The Dying of the Light

The Dying of the Light

Feroz Rather’s debut collection of short stories is a record of humanity in a place where very little of it survives.

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The Night of Broken Glass breathes emotions into this vacuum, colouring between the lines of often unfeeling reports to bring the war-torn state to life.

Book: The Night of Broken Glass

Author: Feroz Rather

Publisher: HarperCollins India

Page: 222

Price: Rs 399

For the many people not connected to the struggle within its borders, it might be accurate to say that Kashmir remains an enigma. This, despite the many hours of footage and mountains of newspaper clippings that piece together a history of violence, fear and bloodshed. The Night of Broken Glass breathes emotions into this vacuum, colouring between the lines of often unfeeling reports to bring the war-torn state to life.

Through the course of 13 short stories, Feroz Rather’s book opens brief windows into the lives of people in Kashmir, providing snippets of experience that can almost always be universalised. The stories are rather unusual, in that many of the characters continue to make appearances through the eyes of each other, giving the sense that everything is experienced as an interconnected whole by the community; that every emotion is rooted in the very soil they live on.

It begins, rather pointedly, with an exploration of revenge. In ‘The Old Man in The Cottage’, the narrator finds himself in a position to exact revenge on Inspector Masoodi, who tortured him years ago. Facing the now decrepit and wheezing policeman, the short story examines with chilling detail the range of emotions faced by the narrator, who now has complete power over the oppressor from his past. The tale sets a tone of brittleness and contemplation that is sustained throughout the rest of the book.


The fragile nature of power is a leitmotif, one that Rather explores diligently from a number of perspectives, including from the point of view of the oppressors. His characters are shopkeepers, journalists, labourers — in a word, just ordinary people. They are set apart from millions of others in the way their peace is shattered at a moment’s notice, turning them from anonymous faces to names and faces on news reports within seconds. Oftentimes, it is at the expense of their dear ones or their own lives. Fear, anger, helplessness and rebellion permeate everything from the Revolution cigarettes that so many people smoke, to the students who turn stone throwers because of the sheer intensity of what they feel (‘The Stonethrower’).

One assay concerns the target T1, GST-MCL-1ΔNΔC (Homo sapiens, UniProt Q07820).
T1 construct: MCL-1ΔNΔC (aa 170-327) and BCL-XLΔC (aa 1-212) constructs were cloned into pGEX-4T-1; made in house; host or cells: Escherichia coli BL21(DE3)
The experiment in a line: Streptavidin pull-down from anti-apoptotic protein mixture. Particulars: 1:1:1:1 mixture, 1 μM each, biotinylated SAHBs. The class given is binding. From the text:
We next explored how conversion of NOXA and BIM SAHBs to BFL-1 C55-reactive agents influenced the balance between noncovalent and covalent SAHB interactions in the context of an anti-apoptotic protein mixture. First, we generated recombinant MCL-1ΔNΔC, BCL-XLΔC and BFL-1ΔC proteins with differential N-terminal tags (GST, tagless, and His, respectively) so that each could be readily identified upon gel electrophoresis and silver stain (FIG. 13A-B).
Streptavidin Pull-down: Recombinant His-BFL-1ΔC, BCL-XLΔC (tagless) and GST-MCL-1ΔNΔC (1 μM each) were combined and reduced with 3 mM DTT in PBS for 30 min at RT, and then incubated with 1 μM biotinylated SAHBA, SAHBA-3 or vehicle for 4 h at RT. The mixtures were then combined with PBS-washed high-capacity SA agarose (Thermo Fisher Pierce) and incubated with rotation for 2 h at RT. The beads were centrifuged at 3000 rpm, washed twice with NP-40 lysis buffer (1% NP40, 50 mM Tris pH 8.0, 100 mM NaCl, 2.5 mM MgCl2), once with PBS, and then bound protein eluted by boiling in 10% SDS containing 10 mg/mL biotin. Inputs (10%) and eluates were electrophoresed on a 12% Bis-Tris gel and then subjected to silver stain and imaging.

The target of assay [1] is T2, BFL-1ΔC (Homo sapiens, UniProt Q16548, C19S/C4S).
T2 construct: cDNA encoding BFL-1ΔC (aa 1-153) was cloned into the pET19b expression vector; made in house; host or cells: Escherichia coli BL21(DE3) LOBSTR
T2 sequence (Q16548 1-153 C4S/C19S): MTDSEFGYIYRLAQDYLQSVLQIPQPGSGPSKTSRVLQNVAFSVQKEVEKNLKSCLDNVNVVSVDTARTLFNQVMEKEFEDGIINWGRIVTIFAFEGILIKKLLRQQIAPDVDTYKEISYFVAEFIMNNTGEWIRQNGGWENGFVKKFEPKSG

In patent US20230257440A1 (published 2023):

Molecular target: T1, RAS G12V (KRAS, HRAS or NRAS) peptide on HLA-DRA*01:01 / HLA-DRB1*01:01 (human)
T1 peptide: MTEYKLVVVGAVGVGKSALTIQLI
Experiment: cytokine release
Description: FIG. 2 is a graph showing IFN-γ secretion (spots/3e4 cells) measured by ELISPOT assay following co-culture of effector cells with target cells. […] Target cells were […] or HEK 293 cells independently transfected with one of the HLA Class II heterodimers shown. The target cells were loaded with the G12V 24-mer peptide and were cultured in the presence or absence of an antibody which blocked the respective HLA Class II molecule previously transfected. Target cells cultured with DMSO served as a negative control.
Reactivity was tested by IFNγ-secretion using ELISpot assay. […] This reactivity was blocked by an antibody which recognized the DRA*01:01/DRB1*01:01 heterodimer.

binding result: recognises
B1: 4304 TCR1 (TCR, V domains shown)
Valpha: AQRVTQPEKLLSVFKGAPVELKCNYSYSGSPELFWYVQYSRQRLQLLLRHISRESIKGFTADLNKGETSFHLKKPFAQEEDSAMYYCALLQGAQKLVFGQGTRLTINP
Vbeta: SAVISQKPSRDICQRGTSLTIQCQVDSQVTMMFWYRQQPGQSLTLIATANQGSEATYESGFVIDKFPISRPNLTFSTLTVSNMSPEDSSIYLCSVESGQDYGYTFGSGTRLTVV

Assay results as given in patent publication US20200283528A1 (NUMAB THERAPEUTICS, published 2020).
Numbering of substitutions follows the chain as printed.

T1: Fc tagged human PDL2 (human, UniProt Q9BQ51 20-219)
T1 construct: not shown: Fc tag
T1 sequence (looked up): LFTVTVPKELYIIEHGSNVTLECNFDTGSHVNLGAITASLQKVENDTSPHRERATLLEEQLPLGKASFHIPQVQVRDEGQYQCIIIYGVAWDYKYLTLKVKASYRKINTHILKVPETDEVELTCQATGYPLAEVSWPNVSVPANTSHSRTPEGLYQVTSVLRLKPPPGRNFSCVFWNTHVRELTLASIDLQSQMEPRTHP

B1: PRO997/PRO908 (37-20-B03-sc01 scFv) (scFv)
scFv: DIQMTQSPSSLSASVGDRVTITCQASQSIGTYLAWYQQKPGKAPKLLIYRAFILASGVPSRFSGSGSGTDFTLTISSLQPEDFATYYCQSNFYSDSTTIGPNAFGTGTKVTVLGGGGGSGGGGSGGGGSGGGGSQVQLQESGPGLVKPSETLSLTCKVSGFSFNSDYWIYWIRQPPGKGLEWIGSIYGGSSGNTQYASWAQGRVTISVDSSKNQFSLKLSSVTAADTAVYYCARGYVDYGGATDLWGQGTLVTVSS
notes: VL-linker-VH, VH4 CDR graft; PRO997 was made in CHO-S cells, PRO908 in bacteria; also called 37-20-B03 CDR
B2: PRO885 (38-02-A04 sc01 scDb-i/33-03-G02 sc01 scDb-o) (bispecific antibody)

In its examination of conflict, the book does not neglect the insidious way internal conflict can tear people apart just as well as external forces. The Syed-Sheikh caste conflict, for example, is examined in detail in ‘Rosy’. As the first-person narrator rails out with passion at one point, “I want to burn down the edifice of the whole damn society who believes that your soul is black dirt because you are a Sheikh while mine is made of white and gold feathers because I am Syed.”

A particularly impressive aspect is that the “villains” of his stories are always detailed, without the predictable redemptive elements that often null their impact. The inspectors — Masoodi, Major S and other haunting spectres of the short stories — are never given an easy way out; the author reaches for no two-line reasoning of why they became who they were. Over the course of the book, he dissects aspects of them and lays them bare for readers to see.

The best example of this is, perhaps, ‘The Nightmares of Major S’. As a man who tortured and terrorised countless people as part of his “duty”, he haunts stories as a name long before the author decides to shine the spotlight on him. The terror he sees in the eyes of the people he tortures soon grow within him, leading to increasingly erratic behaviour and failing relationships. Everything about his perceptions and experiences makes sense, in a grim way, especially with Rather being careful not to let explanations turn to excuses.

The issues with Rather’s debut book are largely technical. One of the book’s pillars of strength is its ability to immerse its readers in the sights, sounds and smells of Kashmir. However, this is by no means a consistent feat as the language turns clunky in parts, becoming less evocative and more puzzling. However, they are never anything more than brief lapses before the prose re-exerts its lyrical hold. There are also less successful executions of intriguing concepts. One such tale is ‘A Rebel’s Return’, in which a ghost hangs around in the basement of Inspector Masoodi’s house. The story attempts to showcase, among other things, the way violence has turned into a vicious cycle, stealing innocence and replacing it with abuse. While the surrealist elements make for an interesting change of pace, the tale itself never fully connects, though it conveys enough of the underlying idea to act as a competent part of the book.

Ultimately, the book isn’t memorable because of its imagery, lyricism or craftsmanship. It lingers because it is a record of humanity set in a place where very little of it survives. Despite this, when the curtains fall on the final act of the final story of the book, the readers are left not with a scene of hatred, but with an embrace. It chooses to treasure a moment of happiness despite having spent the last couple of hundred pages examining just how fragile such an emotion can be. As Holocaust survivor Elie Wiesel said, “For in the end, it is all about memory, its sources and its magnitude, and, of course, its consequences.”